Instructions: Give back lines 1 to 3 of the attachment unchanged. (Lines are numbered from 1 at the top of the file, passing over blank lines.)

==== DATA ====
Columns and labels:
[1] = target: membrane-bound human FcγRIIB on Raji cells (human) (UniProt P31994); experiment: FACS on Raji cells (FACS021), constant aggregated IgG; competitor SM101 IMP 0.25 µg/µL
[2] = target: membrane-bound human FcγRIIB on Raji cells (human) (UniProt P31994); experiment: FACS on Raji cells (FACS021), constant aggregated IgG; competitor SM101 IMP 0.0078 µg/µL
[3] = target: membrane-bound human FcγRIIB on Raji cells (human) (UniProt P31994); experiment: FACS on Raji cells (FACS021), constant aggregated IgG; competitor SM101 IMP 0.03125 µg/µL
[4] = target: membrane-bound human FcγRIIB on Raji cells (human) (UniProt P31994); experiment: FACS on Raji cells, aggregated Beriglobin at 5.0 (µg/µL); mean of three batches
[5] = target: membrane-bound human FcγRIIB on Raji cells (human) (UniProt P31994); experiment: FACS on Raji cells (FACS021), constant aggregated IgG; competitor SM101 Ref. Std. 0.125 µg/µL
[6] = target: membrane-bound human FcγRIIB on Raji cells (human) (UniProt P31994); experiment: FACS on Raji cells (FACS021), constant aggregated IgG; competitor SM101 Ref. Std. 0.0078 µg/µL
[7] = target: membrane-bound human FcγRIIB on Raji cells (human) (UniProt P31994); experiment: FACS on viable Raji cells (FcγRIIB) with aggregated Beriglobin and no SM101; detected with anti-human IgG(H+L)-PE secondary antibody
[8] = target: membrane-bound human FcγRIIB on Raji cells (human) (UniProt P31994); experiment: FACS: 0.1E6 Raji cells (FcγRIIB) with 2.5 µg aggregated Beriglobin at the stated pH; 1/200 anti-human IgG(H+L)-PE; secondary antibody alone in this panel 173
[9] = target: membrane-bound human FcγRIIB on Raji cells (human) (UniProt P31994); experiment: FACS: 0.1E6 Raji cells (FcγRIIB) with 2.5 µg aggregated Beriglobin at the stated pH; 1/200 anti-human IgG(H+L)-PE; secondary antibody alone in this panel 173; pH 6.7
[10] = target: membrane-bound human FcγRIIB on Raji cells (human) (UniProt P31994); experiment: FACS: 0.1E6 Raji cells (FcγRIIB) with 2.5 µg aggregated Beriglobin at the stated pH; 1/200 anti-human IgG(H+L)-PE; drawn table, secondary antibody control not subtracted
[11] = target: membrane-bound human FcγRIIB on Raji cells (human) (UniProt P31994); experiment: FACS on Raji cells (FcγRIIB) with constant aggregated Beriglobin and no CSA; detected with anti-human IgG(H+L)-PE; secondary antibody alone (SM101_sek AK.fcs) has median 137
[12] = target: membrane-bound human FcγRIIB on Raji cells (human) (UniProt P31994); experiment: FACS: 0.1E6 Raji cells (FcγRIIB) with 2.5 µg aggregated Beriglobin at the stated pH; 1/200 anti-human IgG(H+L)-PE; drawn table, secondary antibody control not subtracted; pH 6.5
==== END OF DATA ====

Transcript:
Columns and labels:
[1] = target: membrane-bound human FcγRIIB on Raji cells (human) (UniProt P31994); experiment: FACS on Raji cells (FACS021), constant aggregated IgG; competitor SM101 IMP 0.25 µg/µL
[2] = target: membrane-bound human FcγRIIB on Raji cells (human) (UniProt P31994); experiment: FACS on Raji cells (FACS021), constant aggregated IgG; competitor SM101 IMP 0.0078 µg/µL